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BofA (BAC) Charged for Levying Inflated Fees to Ex-Inmates

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North Carolina-based Bank of America Corporation (BAC - Free Report) has been charged with a proposed class action lawsuit, whereby it is accused of extorting excessive fees from thousands of Arizona prison ex-inmates.

The lawsuit has been filed in federal court in Phoenix and accuses the bank of exploiting "one of the most vulnerable groups imaginable." The group consists of people coming out of Arizona prison, who were issued debit cards at the time of their release, as they had no job or a place to live in.

Per the lawsuit, more than 19,000 inmates are released each year by the Arizona Department of Corrections. The Bank of America has an exclusive right to issue the cards to Arizona inmates and can impose whatever terms it wants. Ultimately, the prisoners are left with no choice than to resort to fee-laden cards to obtain their own money from inmate accounts. The prepaid cards are the only source for the inmates to get back their confiscated money when they were arrested or the money they earn through work programs.

According to lead counsel for the ex-prisoners, Richard Golomb, the fees were based on a debit card contract that the ex-inmates “never agreed to and never signed.” Both the representatives of Bank of America and the Arizona Department of Corrections were unavailable to comment on the matter.

The lawsuit further accuses the bank of charging such fees, which the ordinary customers would not have to pay. The covered inmates were sometimes charged with a fee for just inquiring about their account balance or had to pay $15 to withdraw money at a bank’s teller window.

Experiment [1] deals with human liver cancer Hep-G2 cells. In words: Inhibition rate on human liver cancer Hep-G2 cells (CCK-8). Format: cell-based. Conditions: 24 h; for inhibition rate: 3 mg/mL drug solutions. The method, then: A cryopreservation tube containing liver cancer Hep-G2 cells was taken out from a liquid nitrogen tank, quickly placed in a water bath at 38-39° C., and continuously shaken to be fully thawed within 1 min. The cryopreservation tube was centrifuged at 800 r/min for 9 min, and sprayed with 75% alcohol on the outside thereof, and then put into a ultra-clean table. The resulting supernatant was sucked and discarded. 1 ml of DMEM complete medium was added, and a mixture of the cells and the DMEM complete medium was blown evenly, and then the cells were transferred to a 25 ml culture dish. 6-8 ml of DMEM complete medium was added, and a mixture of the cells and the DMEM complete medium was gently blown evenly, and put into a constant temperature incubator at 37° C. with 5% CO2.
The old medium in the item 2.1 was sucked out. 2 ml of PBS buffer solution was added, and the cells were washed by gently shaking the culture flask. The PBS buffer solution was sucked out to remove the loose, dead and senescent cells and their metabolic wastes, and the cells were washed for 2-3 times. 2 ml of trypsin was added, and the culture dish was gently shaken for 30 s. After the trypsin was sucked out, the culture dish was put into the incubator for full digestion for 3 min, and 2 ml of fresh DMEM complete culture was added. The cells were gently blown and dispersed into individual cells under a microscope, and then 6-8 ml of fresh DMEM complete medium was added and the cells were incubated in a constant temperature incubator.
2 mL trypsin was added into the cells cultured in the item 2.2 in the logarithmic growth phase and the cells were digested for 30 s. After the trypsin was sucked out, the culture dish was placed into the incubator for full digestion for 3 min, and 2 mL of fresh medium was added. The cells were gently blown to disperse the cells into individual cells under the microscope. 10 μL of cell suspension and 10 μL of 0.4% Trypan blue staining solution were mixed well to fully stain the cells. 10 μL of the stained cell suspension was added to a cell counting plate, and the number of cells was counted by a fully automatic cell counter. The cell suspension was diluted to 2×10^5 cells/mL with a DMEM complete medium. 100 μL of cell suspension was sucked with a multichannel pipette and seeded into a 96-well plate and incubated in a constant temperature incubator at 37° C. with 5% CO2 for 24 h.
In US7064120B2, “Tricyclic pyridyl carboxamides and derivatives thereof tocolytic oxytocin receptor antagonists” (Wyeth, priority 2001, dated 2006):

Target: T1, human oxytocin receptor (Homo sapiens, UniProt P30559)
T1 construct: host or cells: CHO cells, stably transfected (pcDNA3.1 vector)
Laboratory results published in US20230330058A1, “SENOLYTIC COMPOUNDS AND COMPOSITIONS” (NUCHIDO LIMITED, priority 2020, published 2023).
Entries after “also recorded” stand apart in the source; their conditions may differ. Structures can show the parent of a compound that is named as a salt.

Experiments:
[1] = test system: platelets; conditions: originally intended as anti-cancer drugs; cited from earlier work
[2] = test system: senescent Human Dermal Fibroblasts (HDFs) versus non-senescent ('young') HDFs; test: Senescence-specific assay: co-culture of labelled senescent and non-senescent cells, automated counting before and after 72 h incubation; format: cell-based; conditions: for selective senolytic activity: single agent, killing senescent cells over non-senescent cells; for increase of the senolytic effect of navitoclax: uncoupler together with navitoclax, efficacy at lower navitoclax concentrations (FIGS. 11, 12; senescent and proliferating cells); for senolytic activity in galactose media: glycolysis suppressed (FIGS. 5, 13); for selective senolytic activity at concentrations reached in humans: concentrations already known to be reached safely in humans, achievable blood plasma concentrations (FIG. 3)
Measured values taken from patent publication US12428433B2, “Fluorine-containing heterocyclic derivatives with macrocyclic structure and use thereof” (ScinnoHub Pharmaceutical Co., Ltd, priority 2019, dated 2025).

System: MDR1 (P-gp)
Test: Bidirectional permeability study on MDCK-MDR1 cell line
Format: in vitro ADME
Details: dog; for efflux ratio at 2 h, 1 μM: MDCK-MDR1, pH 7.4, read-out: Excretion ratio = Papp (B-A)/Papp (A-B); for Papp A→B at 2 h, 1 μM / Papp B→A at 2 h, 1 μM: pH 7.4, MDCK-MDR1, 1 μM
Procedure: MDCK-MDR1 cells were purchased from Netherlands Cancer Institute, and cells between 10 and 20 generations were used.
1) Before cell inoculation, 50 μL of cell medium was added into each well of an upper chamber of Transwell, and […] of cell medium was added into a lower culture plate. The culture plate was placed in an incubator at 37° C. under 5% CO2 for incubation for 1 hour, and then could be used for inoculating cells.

In addition, the charges highlight the fact that the issued debit cards took advantage of a loophole in the federal regulations meant to protect the rights of other customers. Also, per the U.S. Electronic Funds Transfer Act and related regulations, companies cannot force individuals to receive wages on prepaid debit cards. The rule does not apply to one-time payments to ex-inmates, except in the case of "recurring" payments.

Notably, Bank of America is the latest bank to face lawsuit associated with prepaid cards issued to prisoners. Earlier, in Aug 2016, JPMorgan Chase & Co (JPM - Free Report) had faced a similar class action for exploiting the U.S. Bureau of Prisons’ ex-inmates in relation to issue of debit cards. JPMorgan had agreed to pay $446,822 in settlement.

Currently, Bank of America carries a Zacks Rank #2 (Buy). You can see the complete list of today’s Zacks #1 (Strong Buy) Rank stocks here.

Other stocks that warrant a look in the same space include Northern Trust Corp. (NTRS - Free Report) and The Bank of New York Mellon Corp. (BK - Free Report) , each holding a Zacks Rank #2. Notably, both the stocks have a decent earnings surprise history, recording an average positive earnings surprise of 4.02% and 6.9%, respectively.

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